Alex Delaware (Male), Psychologist, Police consultant,
Milo Sturgis (Male), Police lieutenant, Homicide detective, Gay, Alex's best friend; works for the Special Case department;
Young adults
Unidentified bodies
Murder investigations
Los Angeles, California - West (U.S.)
Time Period
2000s -- 21st century
Large Cover Image
Trade Reviews

  New York Times Review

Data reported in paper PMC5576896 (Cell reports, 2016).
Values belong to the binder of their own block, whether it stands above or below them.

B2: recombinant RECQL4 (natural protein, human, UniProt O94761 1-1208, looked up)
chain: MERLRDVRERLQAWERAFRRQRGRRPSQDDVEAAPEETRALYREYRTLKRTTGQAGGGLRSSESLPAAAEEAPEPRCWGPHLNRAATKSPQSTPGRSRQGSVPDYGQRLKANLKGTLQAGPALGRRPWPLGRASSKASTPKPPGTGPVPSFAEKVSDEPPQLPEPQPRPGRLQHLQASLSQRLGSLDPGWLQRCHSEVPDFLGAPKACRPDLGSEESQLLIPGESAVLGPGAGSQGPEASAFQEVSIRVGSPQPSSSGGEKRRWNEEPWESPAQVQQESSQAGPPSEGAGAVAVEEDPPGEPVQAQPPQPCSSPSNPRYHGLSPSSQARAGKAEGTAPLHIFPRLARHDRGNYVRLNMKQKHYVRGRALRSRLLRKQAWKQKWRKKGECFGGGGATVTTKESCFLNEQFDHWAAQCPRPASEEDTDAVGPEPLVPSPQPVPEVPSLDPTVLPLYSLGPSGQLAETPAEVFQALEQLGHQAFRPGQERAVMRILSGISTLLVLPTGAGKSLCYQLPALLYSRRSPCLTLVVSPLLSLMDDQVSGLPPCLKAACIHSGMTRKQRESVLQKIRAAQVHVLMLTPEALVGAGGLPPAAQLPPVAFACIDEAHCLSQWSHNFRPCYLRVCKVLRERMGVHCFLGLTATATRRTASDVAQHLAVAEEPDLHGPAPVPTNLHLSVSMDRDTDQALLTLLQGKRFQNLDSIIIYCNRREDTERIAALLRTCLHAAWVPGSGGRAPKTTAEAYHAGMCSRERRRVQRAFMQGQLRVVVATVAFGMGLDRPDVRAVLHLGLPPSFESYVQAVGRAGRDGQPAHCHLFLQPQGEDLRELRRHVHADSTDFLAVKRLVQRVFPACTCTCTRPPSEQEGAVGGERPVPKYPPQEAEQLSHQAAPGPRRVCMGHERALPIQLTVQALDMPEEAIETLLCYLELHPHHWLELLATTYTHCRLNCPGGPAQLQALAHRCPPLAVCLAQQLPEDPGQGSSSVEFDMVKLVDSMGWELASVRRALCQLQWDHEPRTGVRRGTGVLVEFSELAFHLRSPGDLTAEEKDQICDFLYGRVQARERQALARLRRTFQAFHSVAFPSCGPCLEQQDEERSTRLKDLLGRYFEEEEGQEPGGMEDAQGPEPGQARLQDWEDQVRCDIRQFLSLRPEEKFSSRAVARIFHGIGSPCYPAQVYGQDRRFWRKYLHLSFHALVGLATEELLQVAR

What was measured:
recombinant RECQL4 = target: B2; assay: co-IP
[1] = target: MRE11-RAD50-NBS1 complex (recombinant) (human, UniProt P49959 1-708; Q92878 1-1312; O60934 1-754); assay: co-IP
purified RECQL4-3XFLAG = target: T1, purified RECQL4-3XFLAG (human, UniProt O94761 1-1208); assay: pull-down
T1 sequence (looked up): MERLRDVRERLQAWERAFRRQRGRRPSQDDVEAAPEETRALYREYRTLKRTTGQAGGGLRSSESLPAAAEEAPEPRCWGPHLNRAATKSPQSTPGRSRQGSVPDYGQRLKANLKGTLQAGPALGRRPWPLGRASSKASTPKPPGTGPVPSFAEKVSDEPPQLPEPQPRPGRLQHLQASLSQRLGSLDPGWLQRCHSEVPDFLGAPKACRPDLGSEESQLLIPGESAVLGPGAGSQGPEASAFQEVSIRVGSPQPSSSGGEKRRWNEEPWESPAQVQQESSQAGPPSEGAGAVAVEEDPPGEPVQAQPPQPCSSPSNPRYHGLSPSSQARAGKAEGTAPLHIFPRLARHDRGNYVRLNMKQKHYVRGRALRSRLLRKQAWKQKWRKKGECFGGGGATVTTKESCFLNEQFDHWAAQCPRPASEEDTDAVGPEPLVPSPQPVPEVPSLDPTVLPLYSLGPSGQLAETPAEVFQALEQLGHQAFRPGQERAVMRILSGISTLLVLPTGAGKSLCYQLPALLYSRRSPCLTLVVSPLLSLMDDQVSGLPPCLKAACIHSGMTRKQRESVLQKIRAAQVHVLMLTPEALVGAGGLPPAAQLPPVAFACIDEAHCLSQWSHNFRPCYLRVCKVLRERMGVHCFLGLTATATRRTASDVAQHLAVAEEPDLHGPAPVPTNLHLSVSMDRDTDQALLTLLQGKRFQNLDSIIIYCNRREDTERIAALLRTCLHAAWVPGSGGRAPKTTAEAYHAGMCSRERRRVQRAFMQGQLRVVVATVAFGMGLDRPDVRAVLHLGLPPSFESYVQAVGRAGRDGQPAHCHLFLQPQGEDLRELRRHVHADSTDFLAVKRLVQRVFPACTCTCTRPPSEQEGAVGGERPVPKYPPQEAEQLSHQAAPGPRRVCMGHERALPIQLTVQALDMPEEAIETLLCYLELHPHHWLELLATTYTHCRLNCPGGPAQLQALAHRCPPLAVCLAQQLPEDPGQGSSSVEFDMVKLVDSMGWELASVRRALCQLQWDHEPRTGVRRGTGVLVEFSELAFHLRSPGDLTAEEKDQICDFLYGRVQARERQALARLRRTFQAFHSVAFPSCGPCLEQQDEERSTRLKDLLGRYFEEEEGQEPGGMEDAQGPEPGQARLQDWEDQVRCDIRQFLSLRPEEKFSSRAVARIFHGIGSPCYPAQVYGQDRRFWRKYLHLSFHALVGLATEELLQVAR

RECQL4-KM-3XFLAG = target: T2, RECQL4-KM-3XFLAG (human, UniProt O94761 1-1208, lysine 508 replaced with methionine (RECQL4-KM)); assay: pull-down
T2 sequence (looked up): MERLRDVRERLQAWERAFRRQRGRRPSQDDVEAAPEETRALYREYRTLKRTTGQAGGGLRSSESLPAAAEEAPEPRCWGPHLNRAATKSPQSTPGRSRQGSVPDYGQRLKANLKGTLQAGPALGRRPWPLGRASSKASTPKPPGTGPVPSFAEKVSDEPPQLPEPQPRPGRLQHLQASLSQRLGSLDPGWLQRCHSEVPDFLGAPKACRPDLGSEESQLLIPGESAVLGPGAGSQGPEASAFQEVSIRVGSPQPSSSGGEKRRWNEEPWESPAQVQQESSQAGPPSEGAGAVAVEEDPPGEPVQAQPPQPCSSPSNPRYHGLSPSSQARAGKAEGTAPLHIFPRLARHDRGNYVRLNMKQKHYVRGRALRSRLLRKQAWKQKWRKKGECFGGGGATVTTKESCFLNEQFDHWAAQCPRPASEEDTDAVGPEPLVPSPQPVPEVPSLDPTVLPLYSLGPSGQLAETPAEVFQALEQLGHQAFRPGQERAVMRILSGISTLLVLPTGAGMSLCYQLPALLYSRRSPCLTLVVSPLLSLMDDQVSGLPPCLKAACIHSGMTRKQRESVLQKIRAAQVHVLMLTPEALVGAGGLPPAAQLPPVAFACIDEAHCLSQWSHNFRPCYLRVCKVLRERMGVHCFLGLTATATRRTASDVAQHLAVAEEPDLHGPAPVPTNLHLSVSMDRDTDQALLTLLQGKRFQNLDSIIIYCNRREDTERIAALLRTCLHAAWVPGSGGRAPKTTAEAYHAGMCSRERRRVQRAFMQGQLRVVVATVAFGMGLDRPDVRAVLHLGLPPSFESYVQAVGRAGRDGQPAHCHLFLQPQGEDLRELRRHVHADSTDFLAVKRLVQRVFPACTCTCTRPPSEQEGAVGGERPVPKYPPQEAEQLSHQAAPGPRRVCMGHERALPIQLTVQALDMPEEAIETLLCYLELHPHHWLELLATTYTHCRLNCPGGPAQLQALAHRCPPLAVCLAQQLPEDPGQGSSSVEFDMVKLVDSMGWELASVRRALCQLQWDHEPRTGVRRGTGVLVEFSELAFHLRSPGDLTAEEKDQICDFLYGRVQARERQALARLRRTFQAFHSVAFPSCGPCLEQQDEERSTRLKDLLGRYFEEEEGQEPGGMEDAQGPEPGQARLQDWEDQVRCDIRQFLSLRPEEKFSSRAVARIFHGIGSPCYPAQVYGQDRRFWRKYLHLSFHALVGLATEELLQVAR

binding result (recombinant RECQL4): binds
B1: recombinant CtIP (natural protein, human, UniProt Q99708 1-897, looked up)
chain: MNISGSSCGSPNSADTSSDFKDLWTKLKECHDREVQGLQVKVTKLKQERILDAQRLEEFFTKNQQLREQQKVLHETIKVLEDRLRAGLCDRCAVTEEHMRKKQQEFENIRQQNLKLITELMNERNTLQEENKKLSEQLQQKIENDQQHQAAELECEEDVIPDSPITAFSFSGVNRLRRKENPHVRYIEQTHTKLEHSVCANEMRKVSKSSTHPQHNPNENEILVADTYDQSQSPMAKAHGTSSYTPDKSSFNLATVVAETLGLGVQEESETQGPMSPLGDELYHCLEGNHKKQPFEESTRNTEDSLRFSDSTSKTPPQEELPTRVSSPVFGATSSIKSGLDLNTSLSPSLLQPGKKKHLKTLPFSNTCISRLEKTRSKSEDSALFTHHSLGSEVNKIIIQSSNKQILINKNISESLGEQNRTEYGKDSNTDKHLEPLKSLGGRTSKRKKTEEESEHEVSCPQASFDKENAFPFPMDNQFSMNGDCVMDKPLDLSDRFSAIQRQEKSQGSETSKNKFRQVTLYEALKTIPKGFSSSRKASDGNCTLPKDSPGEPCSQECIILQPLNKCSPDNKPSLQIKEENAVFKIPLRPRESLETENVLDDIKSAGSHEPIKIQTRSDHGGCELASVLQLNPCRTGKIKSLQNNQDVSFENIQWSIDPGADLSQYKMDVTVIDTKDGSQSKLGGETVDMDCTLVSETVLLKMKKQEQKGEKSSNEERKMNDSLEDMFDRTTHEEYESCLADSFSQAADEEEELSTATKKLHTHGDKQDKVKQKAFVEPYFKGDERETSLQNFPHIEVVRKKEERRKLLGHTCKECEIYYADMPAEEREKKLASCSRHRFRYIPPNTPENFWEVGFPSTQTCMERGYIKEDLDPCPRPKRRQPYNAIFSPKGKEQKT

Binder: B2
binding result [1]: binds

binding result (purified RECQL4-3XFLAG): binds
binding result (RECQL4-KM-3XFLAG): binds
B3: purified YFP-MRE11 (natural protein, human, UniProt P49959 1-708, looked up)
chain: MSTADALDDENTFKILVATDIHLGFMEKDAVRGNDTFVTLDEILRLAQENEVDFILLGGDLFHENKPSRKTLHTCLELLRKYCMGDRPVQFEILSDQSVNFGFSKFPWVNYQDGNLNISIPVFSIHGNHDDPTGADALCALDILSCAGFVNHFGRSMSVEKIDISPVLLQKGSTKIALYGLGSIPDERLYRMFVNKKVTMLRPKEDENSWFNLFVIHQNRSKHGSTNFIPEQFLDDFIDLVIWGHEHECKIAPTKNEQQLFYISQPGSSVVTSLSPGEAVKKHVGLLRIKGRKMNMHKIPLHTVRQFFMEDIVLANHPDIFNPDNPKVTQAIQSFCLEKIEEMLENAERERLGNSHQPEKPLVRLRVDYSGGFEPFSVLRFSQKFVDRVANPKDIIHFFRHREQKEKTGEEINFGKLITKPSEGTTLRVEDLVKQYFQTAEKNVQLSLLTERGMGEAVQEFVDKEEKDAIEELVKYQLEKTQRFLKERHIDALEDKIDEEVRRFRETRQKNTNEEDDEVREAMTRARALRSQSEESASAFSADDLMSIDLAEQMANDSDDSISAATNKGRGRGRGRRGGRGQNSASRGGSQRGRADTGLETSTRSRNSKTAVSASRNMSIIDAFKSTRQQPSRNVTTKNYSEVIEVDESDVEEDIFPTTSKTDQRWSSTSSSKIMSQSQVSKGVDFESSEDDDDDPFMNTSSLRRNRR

HAVING FUN? FEELIN' GROOVY? A new novel by Lars Kepler will wipe that smile off your face. STALKER (Knopf, $27.95) opens with a gruesome crime scene ("a display of extraordinary brutality," in Neil Smith's blunt translation from the Swedish) and becomes more explicit as it creeps along to its conclusion ("suddenly his head rolls over"). But that's the way it goes with Lars Kepler, a pseudonym for the husband and wife team of Alexandra Coelho Ahndoril and Alexander Ahndoril, who have a taste for the macabre and a surefire recipe for the lurid serial-killer thriller. The essential component of their formula is a worthy villain, someone just like the sieko here, who shoots videos of unsuspecting women to study at his leisure ("He takes his time, enjoys himself"). Once he's whipped himself up into a froth, this merciless madman returns to claim his prey with another horrific murder. The sadistic twist here is that he sends the videos of his future victims to the National Crime headquarters in Stockholm, daring the police to outwit him before he kills again. Margot Silverman, a police expert on serial killers, spree killers and stalkers, is properly worked up by these taunts, which also prods into action Joona Linna, a living legend in crime circles and the heavyweight of the Kepler series. The third member of the team is Erik Maria Bark, a specialist in disaster trauma and an authority in clinical hypnotherapy, who treats us to an impressive example of his skills ("The only thing you're listening to is my voice ... "). This is not a book for anyone on heart medication. Kepler is a virtuoso at delivering scenes of suspense, proving it here with an unnerving sequence in which a woman senses the silent killer who is stalking her. He also loves to drop severed body parts into a story, even when it isn't strictly necessary to advance the plot. But that's the deal with Kepler: If you want the thrills, you've got to expect the chills. PETER ROBINSON writes the kind of mysteries they don't write anymore: smart, civilized whodunits that are intellectually challenging, emotionally engaging and always discreet. Can you imagine a cop who concludes a suspect interview by saying: "Sorry to have bothered you at dinnertime. And I apologize if some of our questions caused you discomfort." That gentlemanly policeman is Alan Banks, a Yorkshire homicide detective who appears in CARELESS LOVE (Morrow/HarperCollins, $26.99), his 25th outing in the series dedicated to his sleuthing. No one expects cops to be au courant with the latest fashions. Nonetheless, Banks knows that a young woman found dead at the scene of an auto accident would not get all dolled up and neglect to take her handbag, and that a man who supposedly fell to his death in a ravine would not have gone for a stroll on Tetchley Moor wearing an expensive suit. The double-sided puzzle, which strikes Banks as "a three-pipe problem," involves, among other things, a sex-trafficking racket. But we also appreciate the well-drawn women, the keen character analysis and, of course, the company of a true gentleman. Wearing red to a wedding reception might seem rude, but wearing red while dead seems downright uncouth. The bride certainly doesn't take it very well when a dead woman in a red dress spoils her big day in THE WEDDING GUEST (Ballantine, $28.99), Jonathan Kellerman's latest mystery featuring Alex Delaware. A child psychologist who is often consulted by the Los Angeles Police Department, Delaware has no children to tend to here, but he does find a lot of childish grownups at the Aura, the former strip joint Brearley and Garrett Burdette whimsically chose for their "Saints and Sinners"-themed party. Although the corpse is admired for her fashion sense - "The dress is Fendi, the shoes are Manolo, and the hair is awesome" - no one seems to know who she is. This means Delaware has a suspect pool of about 100 people, from the mother of the bride ("Botoxed as smooth as a freshly laundered bedsheet") to the busboys. One-on-one interviews are Kellerman's strong suit, so expect some shrewd instant analyses and unwittingly funny observations - like "Destroying a wedding has a personal feeling." "No crazy thoughts allowed," promises the diarist who narrates THE SILENT PATIENT (Celadon, $26.99), a predictable if disturbing first novel by Alex Michaelides. Don't fall for that one; there are plenty of crazy thoughts - and crazier events - in this psychological thriller. The two main characters, both inclined to craziness, are extremely well matched. Alicia Berenson appeared to be a happily married woman when she tied her husband to a chair and shot him five times in the face. Why she did it remains a mystery, because she never spoke again. Theo Faber, her psychotherapist at the institution where she is locked up, seems normal enough at first. And it's obvious that he's giving it his all. But Alicia is a tough nut to crack - "I know all this sounds crazy," she admits in her diary - and therapy increasingly becomes a battle between crazy and crazier. Marilyn STASIO has covered crime fiction for the Book Review since 1988. Her column appears twice a month.